Why? Because creativity doesn’t exist where we already know how the audience will react, or where we know the feedback will be mostly positive and encouraging. Creativity doesn’t exist in the scope we are most comfortable with. It can’t. By definition creativity lies just outside of what we know and are comfortable being around.

To really find our creative potential we have to explore our edges, even if it makes us feel like our ideas or actions are no good, too risky, or ridiculous. We have to be at least somewhat uncertain.

Photo via Flickr.

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Why be creative

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To a fish, the pond is as big as it gets.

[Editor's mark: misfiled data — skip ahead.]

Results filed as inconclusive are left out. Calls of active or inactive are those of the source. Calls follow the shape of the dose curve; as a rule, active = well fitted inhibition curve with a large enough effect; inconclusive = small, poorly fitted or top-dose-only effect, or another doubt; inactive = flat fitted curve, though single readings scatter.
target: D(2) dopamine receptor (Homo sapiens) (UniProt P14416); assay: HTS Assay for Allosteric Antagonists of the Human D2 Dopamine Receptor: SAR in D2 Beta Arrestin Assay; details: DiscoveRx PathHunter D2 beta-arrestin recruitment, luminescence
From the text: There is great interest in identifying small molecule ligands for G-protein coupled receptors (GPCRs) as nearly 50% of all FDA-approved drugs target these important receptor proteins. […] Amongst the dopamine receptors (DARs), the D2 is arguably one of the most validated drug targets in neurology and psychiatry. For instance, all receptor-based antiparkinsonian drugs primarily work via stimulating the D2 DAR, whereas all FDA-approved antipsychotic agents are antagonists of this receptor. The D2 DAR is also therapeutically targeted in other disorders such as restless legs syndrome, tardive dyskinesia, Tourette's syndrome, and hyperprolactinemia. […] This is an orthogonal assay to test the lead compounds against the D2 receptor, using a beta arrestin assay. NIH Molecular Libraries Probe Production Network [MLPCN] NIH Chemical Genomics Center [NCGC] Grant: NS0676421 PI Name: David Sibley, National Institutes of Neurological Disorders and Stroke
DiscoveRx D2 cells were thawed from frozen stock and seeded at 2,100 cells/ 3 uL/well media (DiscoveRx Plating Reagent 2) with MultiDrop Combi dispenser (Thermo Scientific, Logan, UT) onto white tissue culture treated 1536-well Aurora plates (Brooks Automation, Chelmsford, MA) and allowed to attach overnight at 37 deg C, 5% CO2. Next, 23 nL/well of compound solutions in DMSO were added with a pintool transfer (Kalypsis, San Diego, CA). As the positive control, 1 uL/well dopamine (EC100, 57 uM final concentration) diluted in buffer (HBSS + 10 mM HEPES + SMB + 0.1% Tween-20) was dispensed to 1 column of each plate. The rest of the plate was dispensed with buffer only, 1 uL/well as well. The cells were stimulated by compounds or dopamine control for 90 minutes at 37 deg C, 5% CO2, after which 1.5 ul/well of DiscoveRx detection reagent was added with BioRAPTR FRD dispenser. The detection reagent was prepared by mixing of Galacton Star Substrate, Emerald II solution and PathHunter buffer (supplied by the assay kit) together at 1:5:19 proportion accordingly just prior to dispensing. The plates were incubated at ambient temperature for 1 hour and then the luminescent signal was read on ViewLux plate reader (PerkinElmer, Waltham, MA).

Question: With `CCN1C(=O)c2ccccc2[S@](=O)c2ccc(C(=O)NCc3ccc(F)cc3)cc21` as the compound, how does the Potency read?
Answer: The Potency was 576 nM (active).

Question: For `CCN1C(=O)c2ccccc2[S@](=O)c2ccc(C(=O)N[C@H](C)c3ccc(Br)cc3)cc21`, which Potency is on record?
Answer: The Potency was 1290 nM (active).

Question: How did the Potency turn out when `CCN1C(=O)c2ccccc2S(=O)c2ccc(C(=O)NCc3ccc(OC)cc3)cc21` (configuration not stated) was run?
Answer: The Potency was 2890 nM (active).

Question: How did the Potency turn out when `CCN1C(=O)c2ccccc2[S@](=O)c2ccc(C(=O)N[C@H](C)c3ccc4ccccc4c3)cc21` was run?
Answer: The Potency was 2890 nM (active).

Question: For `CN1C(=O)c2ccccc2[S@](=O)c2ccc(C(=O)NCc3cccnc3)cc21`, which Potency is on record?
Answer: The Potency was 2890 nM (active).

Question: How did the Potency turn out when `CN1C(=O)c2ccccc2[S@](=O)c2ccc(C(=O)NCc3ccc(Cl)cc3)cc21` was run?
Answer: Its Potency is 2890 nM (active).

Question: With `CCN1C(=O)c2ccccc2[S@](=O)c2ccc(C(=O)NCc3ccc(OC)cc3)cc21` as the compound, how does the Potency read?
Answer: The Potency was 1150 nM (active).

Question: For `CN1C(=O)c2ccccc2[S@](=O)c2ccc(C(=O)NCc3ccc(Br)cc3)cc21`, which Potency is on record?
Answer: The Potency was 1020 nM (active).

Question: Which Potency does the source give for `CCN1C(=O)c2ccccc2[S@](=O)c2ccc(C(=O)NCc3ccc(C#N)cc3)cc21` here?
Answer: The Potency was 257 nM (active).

In the pond, a wall isn’t just a wall, it’s the end of everything and anything. It’s incomprehensible (if fish could comprehend in the first place) that anything exists outside of the pond. Let alone anything worthwhile.

Why bother wondering if anything exists outside our little pond anyway? To a fish, anything outside the pond is useless. It’s within the pond that all necessities exist. Life is complete. Which makes creativity seem unnecessary, even overrated.

To be creative is to wonder what’s outside the pond anyway. Not because we need to, but because we’ll never know if there’s something bigger, better, or more rewarding until we do.

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“If you do something and it turns out pretty good, then you should go do something else wonderful, not dwell on it for too long. Just figure out what’s next.”

Steve Jobs, via TIME